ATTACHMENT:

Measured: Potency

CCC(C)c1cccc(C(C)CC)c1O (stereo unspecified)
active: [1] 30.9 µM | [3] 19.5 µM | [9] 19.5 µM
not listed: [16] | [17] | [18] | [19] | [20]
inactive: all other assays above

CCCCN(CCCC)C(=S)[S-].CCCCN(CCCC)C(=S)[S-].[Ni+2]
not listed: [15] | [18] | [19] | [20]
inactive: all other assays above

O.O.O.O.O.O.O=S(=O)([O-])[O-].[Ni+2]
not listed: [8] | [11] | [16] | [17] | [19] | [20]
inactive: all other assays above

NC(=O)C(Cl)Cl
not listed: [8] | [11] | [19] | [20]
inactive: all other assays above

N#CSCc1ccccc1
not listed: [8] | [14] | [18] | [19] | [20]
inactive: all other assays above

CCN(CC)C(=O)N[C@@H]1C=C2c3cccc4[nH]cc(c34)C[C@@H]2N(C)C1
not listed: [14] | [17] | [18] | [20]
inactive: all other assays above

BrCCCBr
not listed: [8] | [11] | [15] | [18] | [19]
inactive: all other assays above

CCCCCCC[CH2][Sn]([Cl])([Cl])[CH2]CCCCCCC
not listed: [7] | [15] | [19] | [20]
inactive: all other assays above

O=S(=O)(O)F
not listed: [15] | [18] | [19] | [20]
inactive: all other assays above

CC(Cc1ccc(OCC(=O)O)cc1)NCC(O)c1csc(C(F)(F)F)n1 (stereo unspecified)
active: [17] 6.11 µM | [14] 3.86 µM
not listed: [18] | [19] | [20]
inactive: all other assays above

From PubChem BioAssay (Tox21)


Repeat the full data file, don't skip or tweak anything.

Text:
Measured: Potency

CCC(C)c1cccc(C(C)CC)c1O (stereo unspecified)
active: [1] 30.9 µM | [3] 19.5 µM | [9] 19.5 µM
not listed: [16] | [17] | [18] | [19] | [20]
inactive: all other assays above

CCCCN(CCCC)C(=S)[S-].CCCCN(CCCC)C(=S)[S-].[Ni+2]
not listed: [15] | [18] | [19] | [20]
inactive: all other assays above

O.O.O.O.O.O.O=S(=O)([O-])[O-].[Ni+2]
not listed: [8] | [11] | [16] | [17] | [19] | [20]
inactive: all other assays above

NC(=O)C(Cl)Cl
not listed: [8] | [11] | [19] | [20]
inactive: all other assays above

N#CSCc1ccccc1
not listed: [8] | [14] | [18] | [19] | [20]
inactive: all other assays above

CCN(CC)C(=O)N[C@@H]1C=C2c3cccc4[nH]cc(c34)C[C@@H]2N(C)C1
not listed: [14] | [17] | [18] | [20]
inactive: all other assays above

BrCCCBr
not listed: [8] | [11] | [15] | [18] | [19]
inactive: all other assays above

CCCCCCC[CH2][Sn]([Cl])([Cl])[CH2]CCCCCCC
not listed: [7] | [15] | [19] | [20]
inactive: all other assays above

O=S(=O)(O)F
not listed: [15] | [18] | [19] | [20]
inactive: all other assays above

CC(Cc1ccc(OCC(=O)O)cc1)NCC(O)c1csc(C(F)(F)F)n1 (stereo unspecified)
active: [17] 6.11 µM | [14] 3.86 µM
not listed: [18] | [19] | [20]
inactive: all other assays above

From PubChem BioAssay (Tox21)